- insulated portion (?) with collar 30" circumference
- lower pipe 20" circumference
hole size
- 7"? 8?
I don't know how to remove the pipe to look inside the top of the stove.

Stove & Stove Pipe:
- Floor to ceiling height 6'6" up to 7' (angle, round collar/ring over the insulated portion. no ''box' enclosure)
- Insulated stovepipe app 23" to the (sloped) ceiling. It looks like it continues up but the measuring tape doesn't fit in the hole. Given that there are dents in the insulated portion of the stovepipe, I think there may have been past chimney fires due to high heat (lumber is provided for fuel vs. logs).
- Height of unit 27.5"

Chimney & Flue
- chimney height - unknown - looks like maybe 3' to 4'? I'm too chicken to climb up onto the roof to measure, as there's no way to gri
- flue height - unknown and I don't know how to evaluate/measure
- cap was missing when I moved in, so the landlord had a friend put a flattish one on, held down with a rock for now.

Cleaning
- I recently moved here. I removed about 12" of ash, mixed with long nails and used glass/stove cleaner as well as elbow grease to remove a great deal of creosote from inside the stove and the door.
- I asked the landlord to have the chimney/flue cleaned and he says his friend did it while I was out. I believe him.
- Recently, I watched a video that shows how to clean the pipe from the inside by removing the stove pipe (I don't know how) and attaching a garbage bag to the opening, then poking the cleaning rod through the bag so the debris falls down into the bag. I don't know if I could do this in this situation.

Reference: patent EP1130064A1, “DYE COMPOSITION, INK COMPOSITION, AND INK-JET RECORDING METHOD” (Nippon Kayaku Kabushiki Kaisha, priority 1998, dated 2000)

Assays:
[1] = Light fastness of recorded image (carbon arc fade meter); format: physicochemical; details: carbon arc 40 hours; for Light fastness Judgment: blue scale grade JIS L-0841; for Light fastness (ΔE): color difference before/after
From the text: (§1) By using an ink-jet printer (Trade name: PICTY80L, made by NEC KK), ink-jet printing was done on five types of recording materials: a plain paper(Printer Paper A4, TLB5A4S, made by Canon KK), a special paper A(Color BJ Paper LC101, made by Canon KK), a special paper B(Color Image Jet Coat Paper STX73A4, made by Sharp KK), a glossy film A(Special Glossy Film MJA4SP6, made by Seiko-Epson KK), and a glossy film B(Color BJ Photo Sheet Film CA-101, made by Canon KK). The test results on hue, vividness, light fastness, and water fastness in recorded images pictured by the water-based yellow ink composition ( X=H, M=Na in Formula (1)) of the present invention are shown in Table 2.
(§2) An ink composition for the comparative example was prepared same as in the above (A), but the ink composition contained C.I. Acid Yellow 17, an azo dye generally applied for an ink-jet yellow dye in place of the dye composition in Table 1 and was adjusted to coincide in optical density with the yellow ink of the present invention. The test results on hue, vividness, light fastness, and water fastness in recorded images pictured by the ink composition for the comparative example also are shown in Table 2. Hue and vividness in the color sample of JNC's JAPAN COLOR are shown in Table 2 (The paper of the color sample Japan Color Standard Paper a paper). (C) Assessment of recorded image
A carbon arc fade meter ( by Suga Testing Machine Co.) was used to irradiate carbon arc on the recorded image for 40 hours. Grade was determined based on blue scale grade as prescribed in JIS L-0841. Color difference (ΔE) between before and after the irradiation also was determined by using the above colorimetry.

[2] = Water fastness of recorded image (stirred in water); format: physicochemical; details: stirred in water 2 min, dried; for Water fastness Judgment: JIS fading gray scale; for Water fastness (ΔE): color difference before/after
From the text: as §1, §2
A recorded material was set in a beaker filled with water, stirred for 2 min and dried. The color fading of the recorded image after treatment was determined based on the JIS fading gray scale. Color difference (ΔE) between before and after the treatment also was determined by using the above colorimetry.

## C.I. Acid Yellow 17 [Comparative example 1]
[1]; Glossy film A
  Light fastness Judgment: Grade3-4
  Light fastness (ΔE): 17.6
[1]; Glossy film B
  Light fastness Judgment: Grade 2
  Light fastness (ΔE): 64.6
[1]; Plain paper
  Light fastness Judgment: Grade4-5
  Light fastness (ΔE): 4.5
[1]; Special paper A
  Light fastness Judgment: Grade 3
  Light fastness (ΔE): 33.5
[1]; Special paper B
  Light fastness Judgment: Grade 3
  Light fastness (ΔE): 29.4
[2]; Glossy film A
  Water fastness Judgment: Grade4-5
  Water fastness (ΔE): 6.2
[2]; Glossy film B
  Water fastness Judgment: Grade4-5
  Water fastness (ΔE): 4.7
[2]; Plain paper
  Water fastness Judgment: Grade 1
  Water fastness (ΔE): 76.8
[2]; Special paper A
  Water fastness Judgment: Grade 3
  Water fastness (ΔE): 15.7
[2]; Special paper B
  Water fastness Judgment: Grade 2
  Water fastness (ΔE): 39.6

stoveliker

Minister of Fire
Nov 17, 2019
4,353
Long Island NY
The landlord demanding you use a stove like that would be a concern to me. I don't know what renters protections are up there, but I'd demand in return that he show an inspection report by the authority having jurisdiction that the set up is safe and code compliant. After all, it's your possessions, including your life.

And the argument "the previous renter used it for years" does not carry water for me. IF things are not right, they are bound to go wrong at some point. You don't want that point to happen when you are around.

Also, let him pay for a fire extinguisher or two (...), smoke alarms, CO alarms (at least one on each floor - but check what the requirements are in your place).

What is behind the brick? If studs, you're too close (for an unlisted stove - no tag = "not listed", even if it had a tag before).
 
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clennox

New Member
Dec 1, 2021
64
British Columbia, Canada
Thanks for the input.

My landlord has provided 3 fire extinguishers, a smoke detector and a carbon monoxide detector. He's welded the major cracks (he's a professional welder), had the chimney cleaned and got a cap put on. He said he knows the stovepipe needs replacing.
My landlord has come a long way from where we started. I was refusing to use the stove because I felt it was unsafe. He thought it was fine. He's come around and I'm very grateful for that.
He honestly believes the stove is safe and I am not about to argue with him.
He probably doesn't have insurance on the place
I do not have tenant insurance anymore because this place does not qualify, mainly due to it being wood heat with no backup and having an RV stove for cooking (with no vent other than opening a window) I have to assume the risk or move. Theres' no suitable place to move to that I can afford. So, I am doing what I can to reduce the risk and make it a good place to live


I'll do what it takes to make this work without sicking the authorities on my landlord. The only likely result out of that would be I'd lose my housing. That's the reality I am in right now and it is a reality for many, many people right now.
I don't know what it is like elsewhere, but here in British Columbia, tenants have very few choices. I already lost my housing twice in 2021, so I'm not about to lose this place if I can at all help it.